Knowing a customers' habits, preferences and needs is the key to a business' success.
Unfortunately for Northwest Colorado businesses, a lot of potential customers are in the habit of taking their shopping dollars out of town.
On the positive side, other communities are losing a portion of their customer base to Moffat County.
According to the Routt County Consumer Preference Study, nearly 50 percent of Steamboat Springs consumers were spending their money on automobiles, apparel, footwear, housewares, furniture, home decor, electronics books, gifts and home computers outside of Routt County.
Moffat County is seeing the benefit in several categories, the highest (18.6 percent) in farm/ranch supplies, followed by automobile/truck purchases (11.2 percent).
"We wanted to find out what our local consumer was doing," said Scott Ford with the Colorado Mountain College Small Business Development Center.
The survey sampled 1,597 year-round Routt County residents with a 27.3 percent rate of return.
The purpose of the survey was to gather information regarding where Routt County resident purchase consumer good and services, to collect data about the amount of "leakage" occurring outside Routt County and to better understand what motivates the local consumer to purchase goods and services outside the community.
"We're kind of a leaky bucket -- a very leaky bucket," Ford said.
The results said more than 50 percent of Routt County residents eat, drink, bank and fix stuff in Routt County, Ford said. In almost all other consumer categories, more than 50 percent of residents are served out-of-town.
Focus groups were held in conjunction with the survey to get a feel for consumer motivations for their shopping habits.
According to Ford, most respondents said they coordinated shopping with other out-of-town events and didn't usually leave town with the sole intent of shopping.
Others left town to shop purposefully, citing better deals and better customer service as the reason.
Some respondents said they'd like to feel more valued by local merchants while others said they shop locally because of their personal relationships with business owners and their employees.
Internet shopping is another competitor for area customers. 60.5 percent of those people purchasing home computers did so online. Books, music and gifts are purchased via the Internet 26.1 percent of the time.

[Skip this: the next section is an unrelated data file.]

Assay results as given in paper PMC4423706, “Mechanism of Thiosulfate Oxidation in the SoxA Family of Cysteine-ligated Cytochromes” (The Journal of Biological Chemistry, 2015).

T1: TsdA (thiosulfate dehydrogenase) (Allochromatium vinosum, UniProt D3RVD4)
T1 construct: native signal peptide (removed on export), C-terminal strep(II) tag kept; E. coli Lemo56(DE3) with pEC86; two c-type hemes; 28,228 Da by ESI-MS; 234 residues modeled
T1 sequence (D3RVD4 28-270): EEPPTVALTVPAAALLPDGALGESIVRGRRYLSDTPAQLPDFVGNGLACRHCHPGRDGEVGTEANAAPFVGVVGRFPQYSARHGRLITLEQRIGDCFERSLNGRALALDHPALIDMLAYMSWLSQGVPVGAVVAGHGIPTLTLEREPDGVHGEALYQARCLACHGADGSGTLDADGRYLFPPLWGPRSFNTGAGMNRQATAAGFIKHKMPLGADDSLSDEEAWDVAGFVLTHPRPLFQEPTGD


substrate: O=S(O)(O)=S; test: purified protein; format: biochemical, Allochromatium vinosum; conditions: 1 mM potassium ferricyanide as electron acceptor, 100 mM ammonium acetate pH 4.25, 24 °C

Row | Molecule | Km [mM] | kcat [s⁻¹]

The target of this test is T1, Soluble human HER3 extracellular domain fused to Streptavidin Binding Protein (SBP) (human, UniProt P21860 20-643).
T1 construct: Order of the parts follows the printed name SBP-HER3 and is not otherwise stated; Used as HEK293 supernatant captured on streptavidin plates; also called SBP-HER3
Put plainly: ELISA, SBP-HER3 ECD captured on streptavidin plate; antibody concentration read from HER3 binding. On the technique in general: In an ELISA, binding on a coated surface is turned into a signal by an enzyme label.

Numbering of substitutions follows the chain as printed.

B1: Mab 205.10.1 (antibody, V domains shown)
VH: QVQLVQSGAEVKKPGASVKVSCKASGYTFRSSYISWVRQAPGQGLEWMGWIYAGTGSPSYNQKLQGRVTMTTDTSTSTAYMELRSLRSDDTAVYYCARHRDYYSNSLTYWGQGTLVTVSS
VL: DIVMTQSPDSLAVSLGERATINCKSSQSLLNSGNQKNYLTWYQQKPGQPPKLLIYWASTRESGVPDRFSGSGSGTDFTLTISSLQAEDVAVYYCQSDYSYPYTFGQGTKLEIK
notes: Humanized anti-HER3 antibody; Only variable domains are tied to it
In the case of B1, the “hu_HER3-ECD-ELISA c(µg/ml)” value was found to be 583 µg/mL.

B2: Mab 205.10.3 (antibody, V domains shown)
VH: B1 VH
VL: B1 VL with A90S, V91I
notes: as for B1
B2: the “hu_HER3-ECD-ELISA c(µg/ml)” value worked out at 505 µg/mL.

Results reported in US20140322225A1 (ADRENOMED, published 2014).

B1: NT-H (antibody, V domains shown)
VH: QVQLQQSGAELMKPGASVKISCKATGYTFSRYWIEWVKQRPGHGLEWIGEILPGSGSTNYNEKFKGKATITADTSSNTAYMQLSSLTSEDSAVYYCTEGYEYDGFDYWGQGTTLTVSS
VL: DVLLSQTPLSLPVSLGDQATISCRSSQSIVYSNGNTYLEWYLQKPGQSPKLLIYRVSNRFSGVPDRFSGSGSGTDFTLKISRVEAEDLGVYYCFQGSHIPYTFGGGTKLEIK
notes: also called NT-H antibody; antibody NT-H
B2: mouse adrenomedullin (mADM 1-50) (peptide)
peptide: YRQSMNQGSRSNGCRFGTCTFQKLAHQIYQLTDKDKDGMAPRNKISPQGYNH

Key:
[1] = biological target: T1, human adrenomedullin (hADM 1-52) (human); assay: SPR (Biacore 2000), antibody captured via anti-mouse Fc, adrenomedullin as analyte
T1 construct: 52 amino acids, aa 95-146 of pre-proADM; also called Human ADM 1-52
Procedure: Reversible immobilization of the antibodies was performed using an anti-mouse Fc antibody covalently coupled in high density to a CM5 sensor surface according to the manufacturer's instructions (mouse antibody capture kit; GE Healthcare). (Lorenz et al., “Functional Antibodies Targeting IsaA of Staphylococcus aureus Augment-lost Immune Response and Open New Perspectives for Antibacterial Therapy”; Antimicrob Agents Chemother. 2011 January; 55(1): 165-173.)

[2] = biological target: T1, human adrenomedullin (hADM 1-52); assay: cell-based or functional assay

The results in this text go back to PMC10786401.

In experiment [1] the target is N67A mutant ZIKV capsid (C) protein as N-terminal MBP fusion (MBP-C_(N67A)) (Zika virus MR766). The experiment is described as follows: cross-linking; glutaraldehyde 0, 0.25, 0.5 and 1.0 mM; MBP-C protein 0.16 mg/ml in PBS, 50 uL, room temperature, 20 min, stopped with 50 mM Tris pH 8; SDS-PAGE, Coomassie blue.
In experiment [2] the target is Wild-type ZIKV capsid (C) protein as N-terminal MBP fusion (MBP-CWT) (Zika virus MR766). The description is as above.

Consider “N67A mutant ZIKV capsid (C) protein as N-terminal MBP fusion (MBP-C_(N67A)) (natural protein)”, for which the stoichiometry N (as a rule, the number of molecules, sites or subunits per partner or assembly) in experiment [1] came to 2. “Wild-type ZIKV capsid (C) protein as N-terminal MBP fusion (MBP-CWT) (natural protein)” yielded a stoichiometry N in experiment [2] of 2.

Other favored Internet purchases were home decor and accessories, women's clothing, recreational clothing, men's clothing, shoes and boots.
"The survey said there's not much you can do to change the pattern," Ford said.
Ford has offered to help Moffat County conduct a survey of its own. Audrey Danner, director of Yampa Valley Partners has discussed it with him, but feels it would be a better project for the Craig/Moffat County Economic Development Partnership.
"If we chose to do a similar survey, then we'd have data sort of going both ways," Danner said.
She said the study would help existing businesses and entrepreneurs to focus on what customers are searching for and where they'll go to get it.
"The survey points to opportunities for small businesses or where businesses might look to improve their market share," Danner said. "They can capture or add to their market or improve their business with such things as customer service that make them desirable to any consumer."
Ford said some business opportunities are already made clear by the survey results.
"The value of West Routt dining is $250,000," he said.
According to Tom Flavin, director of the Craig/Moffat County Economic Development Partnership, a consumer preference survey would be useful in Moffat County, but not something the EDP will attack anytime soon.
"It is something Moffat County could utilize, but I'm not sure it's at the top of our priority list now," he said. "More and more, economic development organizations are looking and drilling down to get the kind of information on consumer buying habits because that gives them a profile which they can use to attract retailers."
Christina M. Currie can be reached at 824-7031, Ext. 210 or by e-mail at firstname.lastname@example.org.